A Guide To Buttonholes
A stylish wedding buttonhole completes the groom’s outfit. Weddings are generally focused on how special the bride looks, but buttonholes are an inexpensive way to ensure that the groom looks and feels special too.
You may like the groom to be the only member of the wedding party wearing a buttonhole, but more often than not they are also given to the best man, the fathers of the bride and groom, and, if your budget affords, the ushers. It’s a nice touch to have one for the grandfathers and brothers too. Have the groom stand out by providing a unique buttonhole with two blooms instead of one, or with a slightly different flourish to the others.
The colour of your buttonholes can either contrast or complement the colour of the groom’s outfit. For instance, a grey suit with a lilac cravat could be complemented by a buttonhole made from a deep purple tulip or anemone, a silvery ‘metalica’ rose or a sprig of lavender. Alternatively, they can mirror the flowers in the bridal bouquet. Little embellishments such as the creative use of foliage, wire, beads and ribbon can give your buttonholes a unique finish.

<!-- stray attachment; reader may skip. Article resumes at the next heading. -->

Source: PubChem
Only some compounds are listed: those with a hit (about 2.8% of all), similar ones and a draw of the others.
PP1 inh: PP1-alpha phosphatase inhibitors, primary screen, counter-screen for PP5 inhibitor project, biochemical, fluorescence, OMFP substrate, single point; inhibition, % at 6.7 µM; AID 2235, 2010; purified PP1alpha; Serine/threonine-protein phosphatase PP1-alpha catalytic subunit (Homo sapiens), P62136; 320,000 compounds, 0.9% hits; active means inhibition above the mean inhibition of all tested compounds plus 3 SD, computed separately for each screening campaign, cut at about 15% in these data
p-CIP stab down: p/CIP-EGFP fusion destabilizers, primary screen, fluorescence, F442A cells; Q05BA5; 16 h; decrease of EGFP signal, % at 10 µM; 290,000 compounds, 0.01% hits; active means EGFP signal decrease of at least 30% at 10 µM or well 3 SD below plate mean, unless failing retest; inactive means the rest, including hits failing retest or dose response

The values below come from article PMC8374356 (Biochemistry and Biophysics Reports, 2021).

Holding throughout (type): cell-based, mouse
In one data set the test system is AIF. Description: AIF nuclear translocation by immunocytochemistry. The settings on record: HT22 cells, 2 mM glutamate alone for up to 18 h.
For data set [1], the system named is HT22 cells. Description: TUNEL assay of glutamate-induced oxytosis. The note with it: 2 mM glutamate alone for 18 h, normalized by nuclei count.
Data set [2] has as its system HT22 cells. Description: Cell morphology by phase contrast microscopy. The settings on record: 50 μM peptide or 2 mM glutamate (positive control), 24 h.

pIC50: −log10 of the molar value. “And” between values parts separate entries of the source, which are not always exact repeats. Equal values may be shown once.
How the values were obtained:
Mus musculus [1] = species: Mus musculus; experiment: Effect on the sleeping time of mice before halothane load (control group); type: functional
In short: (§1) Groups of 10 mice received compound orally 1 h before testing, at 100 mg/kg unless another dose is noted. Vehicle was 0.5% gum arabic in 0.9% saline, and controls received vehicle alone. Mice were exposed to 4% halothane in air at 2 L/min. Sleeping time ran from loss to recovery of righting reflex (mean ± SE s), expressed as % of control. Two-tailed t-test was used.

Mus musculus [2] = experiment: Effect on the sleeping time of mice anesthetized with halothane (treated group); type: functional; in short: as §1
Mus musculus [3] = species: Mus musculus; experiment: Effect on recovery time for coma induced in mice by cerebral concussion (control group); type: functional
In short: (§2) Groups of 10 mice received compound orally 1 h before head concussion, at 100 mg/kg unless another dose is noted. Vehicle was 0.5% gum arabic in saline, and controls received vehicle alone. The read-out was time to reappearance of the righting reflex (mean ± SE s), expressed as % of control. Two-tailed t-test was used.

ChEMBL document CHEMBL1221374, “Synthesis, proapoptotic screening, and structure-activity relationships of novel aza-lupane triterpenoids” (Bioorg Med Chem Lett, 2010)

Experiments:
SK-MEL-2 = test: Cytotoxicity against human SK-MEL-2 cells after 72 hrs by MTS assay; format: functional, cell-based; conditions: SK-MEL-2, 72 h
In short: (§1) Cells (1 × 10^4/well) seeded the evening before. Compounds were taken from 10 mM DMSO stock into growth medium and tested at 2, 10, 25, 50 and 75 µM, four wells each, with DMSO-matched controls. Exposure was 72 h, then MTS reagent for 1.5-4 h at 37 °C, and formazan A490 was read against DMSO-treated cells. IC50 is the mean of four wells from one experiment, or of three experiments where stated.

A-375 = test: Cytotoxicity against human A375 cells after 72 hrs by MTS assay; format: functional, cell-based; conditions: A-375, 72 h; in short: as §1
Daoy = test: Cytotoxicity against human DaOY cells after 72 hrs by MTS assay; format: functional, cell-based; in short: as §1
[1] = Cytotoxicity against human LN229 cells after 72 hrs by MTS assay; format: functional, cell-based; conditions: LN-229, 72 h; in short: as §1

For guys who ‘don’t like flowers’ you can tone things down by using smaller blooms or substituting them with a thistle, foliage or herbs, such as rosemary.
How To Wear A Buttonhole
You should wear a buttonhole on the outside of the buttonhole of the left lapel, and not in it, secured with a pearl-headed pin from the back of the lapel. The pin will then be invisible from the front. If you have a decorative pin and want to show it off, you could pin the buttonhole from the front.
Why not take a look at the other wedding blogs on the website for more inspiration!